A threshold issue that any NIL policy should address is the level of university involvement in developing, operating, and promoting student-athlete NIL activities. The desired level of institutional involvement ranges across a spectrum—from providing NIL educational programing, to athletic department administrators helping student-athletes evaluate opportunities, to coaches arranging meetings with third-party sponsors or even actively participating in cobranded student-athlete NIL activities. Schools that assist or work with student-athletes on NIL activities should carefully consider gender equity issues to ensure the university's involvement does not run afoul of Title IX.

Fair Market Value 

While the NCAA's interim policy does not expressly contain a "fair market value" requirement for NIL compensation, existing prohibitions against pay-for-play and recruiting inducements remain in place. The compensation a student-athlete receives in exchange for a NIL activity must be reasonable and tethered to the value of services the student-athlete actually performs (i.e., quid pro quo). Significantly, NCAA Bylaws prohibiting student-athletes from receiving preferential treatment or extra benefits continue to apply to arrangements outside of legitimate NIL activities. Accordingly, schools must consider how to ensure that NIL compensation is not an impermissible payment in disguise. Universities should consider adopting enhanced vetting procedures for NIL agreements involving boosters, as well as for NIL agreements entered into by freshman student-athletes and recent transfers, to monitor prohibited recruiting inducements.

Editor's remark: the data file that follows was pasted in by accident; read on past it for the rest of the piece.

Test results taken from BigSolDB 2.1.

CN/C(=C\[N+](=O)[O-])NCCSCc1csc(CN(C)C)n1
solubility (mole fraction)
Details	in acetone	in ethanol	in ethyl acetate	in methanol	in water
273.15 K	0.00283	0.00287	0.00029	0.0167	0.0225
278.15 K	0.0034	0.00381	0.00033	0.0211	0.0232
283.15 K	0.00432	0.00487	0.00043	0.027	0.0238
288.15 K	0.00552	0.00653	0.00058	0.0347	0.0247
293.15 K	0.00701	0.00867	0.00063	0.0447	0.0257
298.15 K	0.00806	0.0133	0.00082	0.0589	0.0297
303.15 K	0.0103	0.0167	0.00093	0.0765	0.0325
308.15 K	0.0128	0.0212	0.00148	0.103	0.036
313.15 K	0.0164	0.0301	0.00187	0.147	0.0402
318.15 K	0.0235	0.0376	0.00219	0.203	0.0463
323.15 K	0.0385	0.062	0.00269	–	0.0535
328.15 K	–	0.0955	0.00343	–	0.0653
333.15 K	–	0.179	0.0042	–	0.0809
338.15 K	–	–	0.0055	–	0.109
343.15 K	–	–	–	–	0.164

Use of University Logos and Marks 

Universities should consider whether student-athletes may use university logos, trademarks, and slogans in their NIL activities. This includes wearing uniforms and team apparel, as well as using copyrighted images and videos owned by the university or third parties. Schools should assess existing policies that require licensing of university marks, working with internal departments and their external multimedia rights and licensing partner (where applicable) to define a process for considering student-athlete requests. That process should evaluate whether allowing a student-athlete to use a university trademark in connection with a particular NIL activity conflicts with the terms of a university sponsorship agreement. 

Use of University Facilities